Category Archives: Linux Maintenance

Centos yum plugin priorities


You can disable priorities in
/etc/yum/pluginconf.d/priorities.conf set enabled to 0

A Cautionary Note

Note: The upstream maintainer of yum, Seth Vidal, had the following to say about ‘yum priorities’ in September 2009:

Gosh, I hope people do not set up yum priorities. There are so many things about
priorities that make me cringe all over. It could just be that it reminds me of
apt ‘pinning’ and that makes me want to hurl.
This matter was discussed in more depth in the mailing list thread starting here. The Repositories article noted in that thread, which discusses the exclude and includepkg options for yum, is a better place to start in understanding priorities.

The primary concern is that priorities is heavy handed over removing packages from the transaction set. It makes it difficult to readily determine what packages are being ignored and why. Even so, it is very flexible and can be extremely useful to provide the largest available list of packages.

Raspberry Pi Zero : USB Ethernet RNDIS Ethernet Gadget

Test Lab:
Connect a Raspberry PI Zero to a Fedora/Centos/Windows 8-10 Linux System via USB. We were looking to use the PI Zero as a USB Ethernet/RNDIS Gadget. This will allow us to connect to the PI Via ssh over USB.

PI Initial setup:
GIST Reference
Additional Reference

For this method, alongside your Raspberry Pi Zero, MicroUSB cable and MicroSD card, only an additional computer is required, which can be running Windows (with Bonjour, iTunes or Quicktime installed), Mac OS or Linux (with Avahi Daemon installed, for example Ubuntu has it built in).
1. Flash Raspbian Jessie full or Raspbian Jessie Lite onto the SD card.
2. Once Raspbian is flashed, open up the boot partition (in Windows Explorer, Finder etc) and add to the bottom of the config.txt file dtoverlay=dwc2 on a new line, then save the file.
3. If using a recent release of Jessie (Dec 2016 onwards), then create a new file simply called ssh in the SD card as well. By default SSH is now disabled so this is required to enable it. Remember – Make sure your file doesn’t have an extension (like .txt etc)!
4. Finally, open up the cmdline.txt. Be careful with this file, it is very picky with its formatting! Each parameter is seperated by a single space (it does not use newlines). Insert modules-load=dwc2,g_ether after rootwait. To compare, an edited version of the cmdline.txt file at the time of writing, can be found here.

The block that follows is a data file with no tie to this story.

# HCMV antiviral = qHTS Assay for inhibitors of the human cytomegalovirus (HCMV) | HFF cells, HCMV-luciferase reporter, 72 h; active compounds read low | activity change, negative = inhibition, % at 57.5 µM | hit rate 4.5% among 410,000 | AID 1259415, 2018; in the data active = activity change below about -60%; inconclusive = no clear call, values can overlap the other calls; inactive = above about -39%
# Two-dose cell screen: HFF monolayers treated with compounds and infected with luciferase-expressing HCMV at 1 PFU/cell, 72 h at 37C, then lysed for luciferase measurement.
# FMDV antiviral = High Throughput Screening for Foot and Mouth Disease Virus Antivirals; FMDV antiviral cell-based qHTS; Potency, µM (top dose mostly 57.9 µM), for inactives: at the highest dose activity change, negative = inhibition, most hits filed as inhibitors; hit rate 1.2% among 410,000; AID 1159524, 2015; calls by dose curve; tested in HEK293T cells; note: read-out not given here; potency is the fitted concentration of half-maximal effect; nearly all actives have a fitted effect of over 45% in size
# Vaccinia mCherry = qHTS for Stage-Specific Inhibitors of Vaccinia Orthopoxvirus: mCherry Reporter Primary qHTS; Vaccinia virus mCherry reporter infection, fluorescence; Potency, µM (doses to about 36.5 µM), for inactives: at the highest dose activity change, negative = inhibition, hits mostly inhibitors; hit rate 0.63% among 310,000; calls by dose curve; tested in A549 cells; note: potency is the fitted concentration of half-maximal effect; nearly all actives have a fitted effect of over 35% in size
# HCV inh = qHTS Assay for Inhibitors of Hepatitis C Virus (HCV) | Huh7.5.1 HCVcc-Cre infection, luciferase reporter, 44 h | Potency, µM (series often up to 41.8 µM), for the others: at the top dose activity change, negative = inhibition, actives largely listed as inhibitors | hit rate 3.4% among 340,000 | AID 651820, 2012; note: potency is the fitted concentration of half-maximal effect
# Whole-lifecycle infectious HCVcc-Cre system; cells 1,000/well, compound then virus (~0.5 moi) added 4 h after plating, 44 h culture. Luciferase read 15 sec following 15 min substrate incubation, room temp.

5. That’s it, eject the SD card from your computer, put it in your Raspberry Pi Zero and connect it via USB to your computer. It will take up to 90s to boot up (shorter on subsequent boots). It should then appear as a USB Ethernet device. You can SSH into it using raspberrypi.local as the address.

Fedora/Centos Setup:
We needed to install avahi-daemon.service, avahi-compat-libdns_sd (Libraries for Apple Bonjour mDNSResponder compatibility)
a. yum or dnf install avahi-daemon avahi-tools avahi-ui-tools avahi-compat-libdns_sd nss-mdns
b. Centos comes with firewalld enabled by default. You will need to allow port 5353 UDP. If you have trouble with Fedora be sure to check the firewall settings.
c. Connect the PI and check for the Ethernet device name of the pi .

Troubleshooting ::

A. Run lsusb and look for the USB Ethernet device. This will confirm that you system can see the device.
Example : Bus 003 Device 046: ID 0525:a4a2 Netchip Technology, Inc. Linux-USB Ethernet/RNDIS Gadget

B. You will also need to edit the network connection ipv4.method. Set this to link-local
Example : nmcli c ** to view the connections
nmcli c mod ‘Wired connection 2’ ipv4.method link-local ** modify the connection
(Note this can be done via the GUI using the settings > network option.)

C. You should be able to ping raspberrypi.local and get a response. Now you can connect to the PI via ssh.

D. You can validate the ip via arp -a or nmap -sP (nmap will take about 10-15 min to run). You should receive a 169.254.x.x ip.

Windows Setup:
A. If you have Apple itunes installed. You should be good with just inserting the PI into the USB port.Then open putty to connect to raspberrypi.local. You can confirm if the device is recognized by going to the device manager.
B. If you encounter issues and you do not have itunes installed. Try installing the Bonjour application directly via
C. You should then be able to connect to the PI via putty.